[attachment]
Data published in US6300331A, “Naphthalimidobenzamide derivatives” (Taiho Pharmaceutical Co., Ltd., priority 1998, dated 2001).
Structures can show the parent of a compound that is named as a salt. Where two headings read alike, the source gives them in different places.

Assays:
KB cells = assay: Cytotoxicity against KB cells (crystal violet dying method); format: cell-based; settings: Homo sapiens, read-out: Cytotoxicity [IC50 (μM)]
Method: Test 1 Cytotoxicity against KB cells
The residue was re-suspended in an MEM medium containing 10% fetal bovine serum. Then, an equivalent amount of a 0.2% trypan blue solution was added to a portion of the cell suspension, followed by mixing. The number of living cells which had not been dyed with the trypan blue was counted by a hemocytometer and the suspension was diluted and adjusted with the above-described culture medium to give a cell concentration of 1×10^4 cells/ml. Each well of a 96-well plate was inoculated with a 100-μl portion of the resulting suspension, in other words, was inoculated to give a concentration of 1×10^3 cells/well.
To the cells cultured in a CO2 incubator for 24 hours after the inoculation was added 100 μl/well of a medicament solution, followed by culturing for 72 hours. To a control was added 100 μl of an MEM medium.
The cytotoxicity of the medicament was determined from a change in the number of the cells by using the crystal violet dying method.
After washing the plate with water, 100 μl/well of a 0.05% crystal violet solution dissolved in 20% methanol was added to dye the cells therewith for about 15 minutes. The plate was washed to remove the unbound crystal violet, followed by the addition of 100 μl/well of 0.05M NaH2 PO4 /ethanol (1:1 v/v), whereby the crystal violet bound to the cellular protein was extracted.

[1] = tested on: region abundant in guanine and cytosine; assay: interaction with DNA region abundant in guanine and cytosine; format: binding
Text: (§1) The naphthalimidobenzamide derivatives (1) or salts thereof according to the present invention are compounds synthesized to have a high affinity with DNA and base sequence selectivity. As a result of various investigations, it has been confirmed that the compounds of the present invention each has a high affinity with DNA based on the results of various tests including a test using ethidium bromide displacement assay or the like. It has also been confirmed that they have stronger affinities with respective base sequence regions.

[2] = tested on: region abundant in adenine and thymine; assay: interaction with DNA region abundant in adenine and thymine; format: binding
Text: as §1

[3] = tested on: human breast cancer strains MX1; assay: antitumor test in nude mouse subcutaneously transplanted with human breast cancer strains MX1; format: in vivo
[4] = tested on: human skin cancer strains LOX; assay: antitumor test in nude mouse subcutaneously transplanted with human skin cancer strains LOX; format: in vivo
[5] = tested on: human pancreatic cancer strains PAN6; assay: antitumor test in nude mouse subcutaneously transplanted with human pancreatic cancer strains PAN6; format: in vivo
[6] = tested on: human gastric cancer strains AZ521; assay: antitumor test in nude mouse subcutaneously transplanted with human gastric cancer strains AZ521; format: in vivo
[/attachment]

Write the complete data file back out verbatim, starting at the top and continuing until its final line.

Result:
Data published in US6300331A, “Naphthalimidobenzamide derivatives” (Taiho Pharmaceutical Co., Ltd., priority 1998, dated 2001).
Structures can show the parent of a compound that is named as a salt. Where two headings read alike, the source gives them in different places.

Assays:
KB cells = assay: Cytotoxicity against KB cells (crystal violet dying method); format: cell-based; settings: Homo sapiens, read-out: Cytotoxicity [IC50 (μM)]
Method: Test 1 Cytotoxicity against KB cells
The residue was re-suspended in an MEM medium containing 10% fetal bovine serum. Then, an equivalent amount of a 0.2% trypan blue solution was added to a portion of the cell suspension, followed by mixing. The number of living cells which had not been dyed with the trypan blue was counted by a hemocytometer and the suspension was diluted and adjusted with the above-described culture medium to give a cell concentration of 1×10^4 cells/ml. Each well of a 96-well plate was inoculated with a 100-μl portion of the resulting suspension, in other words, was inoculated to give a concentration of 1×10^3 cells/well.
To the cells cultured in a CO2 incubator for 24 hours after the inoculation was added 100 μl/well of a medicament solution, followed by culturing for 72 hours. To a control was added 100 μl of an MEM medium.
The cytotoxicity of the medicament was determined from a change in the number of the cells by using the crystal violet dying method.
After washing the plate with water, 100 μl/well of a 0.05% crystal violet solution dissolved in 20% methanol was added to dye the cells therewith for about 15 minutes. The plate was washed to remove the unbound crystal violet, followed by the addition of 100 μl/well of 0.05M NaH2 PO4 /ethanol (1:1 v/v), whereby the crystal violet bound to the cellular protein was extracted.

[1] = tested on: region abundant in guanine and cytosine; assay: interaction with DNA region abundant in guanine and cytosine; format: binding
Text: (§1) The naphthalimidobenzamide derivatives (1) or salts thereof according to the present invention are compounds synthesized to have a high affinity with DNA and base sequence selectivity. As a result of various investigations, it has been confirmed that the compounds of the present invention each has a high affinity with DNA based on the results of various tests including a test using ethidium bromide displacement assay or the like. It has also been confirmed that they have stronger affinities with respective base sequence regions.

[2] = tested on: region abundant in adenine and thymine; assay: interaction with DNA region abundant in adenine and thymine; format: binding
Text: as §1

[3] = tested on: human breast cancer strains MX1; assay: antitumor test in nude mouse subcutaneously transplanted with human breast cancer strains MX1; format: in vivo
[4] = tested on: human skin cancer strains LOX; assay: antitumor test in nude mouse subcutaneously transplanted with human skin cancer strains LOX; format: in vivo
[5] = tested on: human pancreatic cancer strains PAN6; assay: antitumor test in nude mouse subcutaneously transplanted with human pancreatic cancer strains PAN6; format: in vivo
[6] = tested on: human gastric cancer strains AZ521; assay: antitumor test in nude mouse subcutaneously transplanted with human gastric cancer strains AZ521; format: in vivo